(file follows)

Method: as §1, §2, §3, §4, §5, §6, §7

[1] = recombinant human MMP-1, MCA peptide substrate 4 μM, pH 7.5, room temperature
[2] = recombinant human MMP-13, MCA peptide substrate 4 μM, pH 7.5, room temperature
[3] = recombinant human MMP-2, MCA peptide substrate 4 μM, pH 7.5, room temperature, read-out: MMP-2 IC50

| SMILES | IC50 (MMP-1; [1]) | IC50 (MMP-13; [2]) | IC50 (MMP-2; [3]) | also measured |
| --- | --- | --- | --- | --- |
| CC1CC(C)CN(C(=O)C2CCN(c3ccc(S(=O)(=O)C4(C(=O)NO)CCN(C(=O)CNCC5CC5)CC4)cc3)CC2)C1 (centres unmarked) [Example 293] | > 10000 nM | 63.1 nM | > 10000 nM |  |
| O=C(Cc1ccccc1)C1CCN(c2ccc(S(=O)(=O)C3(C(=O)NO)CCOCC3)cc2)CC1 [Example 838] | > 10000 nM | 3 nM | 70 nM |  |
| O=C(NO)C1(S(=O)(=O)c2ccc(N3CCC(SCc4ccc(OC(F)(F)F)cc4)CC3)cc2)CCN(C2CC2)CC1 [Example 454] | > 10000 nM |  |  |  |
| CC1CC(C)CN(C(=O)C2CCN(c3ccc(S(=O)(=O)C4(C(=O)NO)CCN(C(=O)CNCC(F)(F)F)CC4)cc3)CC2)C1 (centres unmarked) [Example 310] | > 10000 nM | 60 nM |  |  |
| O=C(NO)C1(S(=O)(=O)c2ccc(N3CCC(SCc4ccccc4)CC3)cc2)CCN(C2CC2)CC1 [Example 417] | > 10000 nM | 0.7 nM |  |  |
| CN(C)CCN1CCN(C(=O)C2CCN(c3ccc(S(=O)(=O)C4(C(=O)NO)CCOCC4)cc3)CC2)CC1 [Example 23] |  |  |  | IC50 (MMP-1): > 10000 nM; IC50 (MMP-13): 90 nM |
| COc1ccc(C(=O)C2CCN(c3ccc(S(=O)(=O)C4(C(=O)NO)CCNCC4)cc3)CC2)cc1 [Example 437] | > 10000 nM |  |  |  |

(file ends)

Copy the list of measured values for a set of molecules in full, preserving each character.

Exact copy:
Method: as §1, §2, §3, §4, §5, §6, §7

[1] = recombinant human MMP-1, MCA peptide substrate 4 μM, pH 7.5, room temperature
[2] = recombinant human MMP-13, MCA peptide substrate 4 μM, pH 7.5, room temperature
[3] = recombinant human MMP-2, MCA peptide substrate 4 μM, pH 7.5, room temperature, read-out: MMP-2 IC50

| SMILES | IC50 (MMP-1; [1]) | IC50 (MMP-13; [2]) | IC50 (MMP-2; [3]) | also measured |
| --- | --- | --- | --- | --- |
| CC1CC(C)CN(C(=O)C2CCN(c3ccc(S(=O)(=O)C4(C(=O)NO)CCN(C(=O)CNCC5CC5)CC4)cc3)CC2)C1 (centres unmarked) [Example 293] | > 10000 nM | 63.1 nM | > 10000 nM |  |
| O=C(Cc1ccccc1)C1CCN(c2ccc(S(=O)(=O)C3(C(=O)NO)CCOCC3)cc2)CC1 [Example 838] | > 10000 nM | 3 nM | 70 nM |  |
| O=C(NO)C1(S(=O)(=O)c2ccc(N3CCC(SCc4ccc(OC(F)(F)F)cc4)CC3)cc2)CCN(C2CC2)CC1 [Example 454] | > 10000 nM |  |  |  |
| CC1CC(C)CN(C(=O)C2CCN(c3ccc(S(=O)(=O)C4(C(=O)NO)CCN(C(=O)CNCC(F)(F)F)CC4)cc3)CC2)C1 (centres unmarked) [Example 310] | > 10000 nM | 60 nM |  |  |
| O=C(NO)C1(S(=O)(=O)c2ccc(N3CCC(SCc4ccccc4)CC3)cc2)CCN(C2CC2)CC1 [Example 417] | > 10000 nM | 0.7 nM |  |  |
| CN(C)CCN1CCN(C(=O)C2CCN(c3ccc(S(=O)(=O)C4(C(=O)NO)CCOCC4)cc3)CC2)CC1 [Example 23] |  |  |  | IC50 (MMP-1): > 10000 nM; IC50 (MMP-13): 90 nM |
| COc1ccc(C(=O)C2CCN(c3ccc(S(=O)(=O)C4(C(=O)NO)CCNCC4)cc3)CC2)cc1 [Example 437] | > 10000 nM |  |  |  |